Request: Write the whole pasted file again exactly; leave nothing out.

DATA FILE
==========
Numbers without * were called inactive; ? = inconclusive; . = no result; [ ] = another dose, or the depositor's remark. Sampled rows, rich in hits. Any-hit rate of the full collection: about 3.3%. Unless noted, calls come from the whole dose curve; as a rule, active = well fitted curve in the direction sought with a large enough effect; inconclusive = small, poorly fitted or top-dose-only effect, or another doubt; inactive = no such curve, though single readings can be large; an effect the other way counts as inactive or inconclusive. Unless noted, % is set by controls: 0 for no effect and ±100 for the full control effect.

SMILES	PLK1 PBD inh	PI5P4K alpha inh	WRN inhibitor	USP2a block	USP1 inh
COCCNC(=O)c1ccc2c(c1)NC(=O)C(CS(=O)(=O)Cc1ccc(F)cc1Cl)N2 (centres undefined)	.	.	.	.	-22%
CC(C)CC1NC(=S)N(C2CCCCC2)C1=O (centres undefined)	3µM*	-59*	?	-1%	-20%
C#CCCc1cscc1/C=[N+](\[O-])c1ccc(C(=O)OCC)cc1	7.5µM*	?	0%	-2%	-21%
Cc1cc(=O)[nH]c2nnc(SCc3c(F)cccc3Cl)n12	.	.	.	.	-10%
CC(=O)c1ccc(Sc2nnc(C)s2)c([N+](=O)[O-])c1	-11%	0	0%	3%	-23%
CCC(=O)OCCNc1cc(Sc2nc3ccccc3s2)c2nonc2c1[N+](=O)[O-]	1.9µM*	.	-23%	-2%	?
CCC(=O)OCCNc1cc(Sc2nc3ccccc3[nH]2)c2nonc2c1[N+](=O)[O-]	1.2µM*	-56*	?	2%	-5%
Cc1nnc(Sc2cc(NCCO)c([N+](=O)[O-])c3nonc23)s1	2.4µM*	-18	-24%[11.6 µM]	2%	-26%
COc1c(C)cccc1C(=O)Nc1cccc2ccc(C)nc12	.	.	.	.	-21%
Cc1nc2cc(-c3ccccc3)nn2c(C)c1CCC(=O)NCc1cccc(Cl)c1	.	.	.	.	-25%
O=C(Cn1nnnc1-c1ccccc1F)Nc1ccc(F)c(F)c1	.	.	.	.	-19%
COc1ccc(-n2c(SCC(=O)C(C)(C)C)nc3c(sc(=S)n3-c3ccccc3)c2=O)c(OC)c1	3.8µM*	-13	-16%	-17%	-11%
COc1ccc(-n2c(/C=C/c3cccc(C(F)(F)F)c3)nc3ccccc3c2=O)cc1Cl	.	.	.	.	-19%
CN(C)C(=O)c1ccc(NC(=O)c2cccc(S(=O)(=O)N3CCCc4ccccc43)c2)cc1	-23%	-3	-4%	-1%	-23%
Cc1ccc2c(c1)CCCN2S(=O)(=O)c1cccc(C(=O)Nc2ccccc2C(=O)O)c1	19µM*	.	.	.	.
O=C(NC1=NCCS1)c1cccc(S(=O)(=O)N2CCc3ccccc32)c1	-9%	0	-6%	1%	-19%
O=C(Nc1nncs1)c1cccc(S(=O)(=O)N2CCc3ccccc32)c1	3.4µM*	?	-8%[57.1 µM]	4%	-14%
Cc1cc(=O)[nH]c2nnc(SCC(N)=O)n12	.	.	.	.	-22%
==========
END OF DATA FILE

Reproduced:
Numbers without * were called inactive; ? = inconclusive; . = no result; [ ] = another dose, or the depositor's remark. Sampled rows, rich in hits. Any-hit rate of the full collection: about 3.3%. Unless noted, calls come from the whole dose curve; as a rule, active = well fitted curve in the direction sought with a large enough effect; inconclusive = small, poorly fitted or top-dose-only effect, or another doubt; inactive = no such curve, though single readings can be large; an effect the other way counts as inactive or inconclusive. Unless noted, % is set by controls: 0 for no effect and ±100 for the full control effect.

SMILES	PLK1 PBD inh	PI5P4K alpha inh	WRN inhibitor	USP2a block	USP1 inh
COCCNC(=O)c1ccc2c(c1)NC(=O)C(CS(=O)(=O)Cc1ccc(F)cc1Cl)N2 (centres undefined)	.	.	.	.	-22%
CC(C)CC1NC(=S)N(C2CCCCC2)C1=O (centres undefined)	3µM*	-59*	?	-1%	-20%
C#CCCc1cscc1/C=[N+](\[O-])c1ccc(C(=O)OCC)cc1	7.5µM*	?	0%	-2%	-21%
Cc1cc(=O)[nH]c2nnc(SCc3c(F)cccc3Cl)n12	.	.	.	.	-10%
CC(=O)c1ccc(Sc2nnc(C)s2)c([N+](=O)[O-])c1	-11%	0	0%	3%	-23%
CCC(=O)OCCNc1cc(Sc2nc3ccccc3s2)c2nonc2c1[N+](=O)[O-]	1.9µM*	.	-23%	-2%	?
CCC(=O)OCCNc1cc(Sc2nc3ccccc3[nH]2)c2nonc2c1[N+](=O)[O-]	1.2µM*	-56*	?	2%	-5%
Cc1nnc(Sc2cc(NCCO)c([N+](=O)[O-])c3nonc23)s1	2.4µM*	-18	-24%[11.6 µM]	2%	-26%
COc1c(C)cccc1C(=O)Nc1cccc2ccc(C)nc12	.	.	.	.	-21%
Cc1nc2cc(-c3ccccc3)nn2c(C)c1CCC(=O)NCc1cccc(Cl)c1	.	.	.	.	-25%
O=C(Cn1nnnc1-c1ccccc1F)Nc1ccc(F)c(F)c1	.	.	.	.	-19%
COc1ccc(-n2c(SCC(=O)C(C)(C)C)nc3c(sc(=S)n3-c3ccccc3)c2=O)c(OC)c1	3.8µM*	-13	-16%	-17%	-11%
COc1ccc(-n2c(/C=C/c3cccc(C(F)(F)F)c3)nc3ccccc3c2=O)cc1Cl	.	.	.	.	-19%
CN(C)C(=O)c1ccc(NC(=O)c2cccc(S(=O)(=O)N3CCCc4ccccc43)c2)cc1	-23%	-3	-4%	-1%	-23%
Cc1ccc2c(c1)CCCN2S(=O)(=O)c1cccc(C(=O)Nc2ccccc2C(=O)O)c1	19µM*	.	.	.	.
O=C(NC1=NCCS1)c1cccc(S(=O)(=O)N2CCc3ccccc32)c1	-9%	0	-6%	1%	-19%
O=C(Nc1nncs1)c1cccc(S(=O)(=O)N2CCc3ccccc32)c1	3.4µM*	?	-8%[57.1 µM]	4%	-14%
Cc1cc(=O)[nH]c2nnc(SCC(N)=O)n12	.	.	.	.	-22%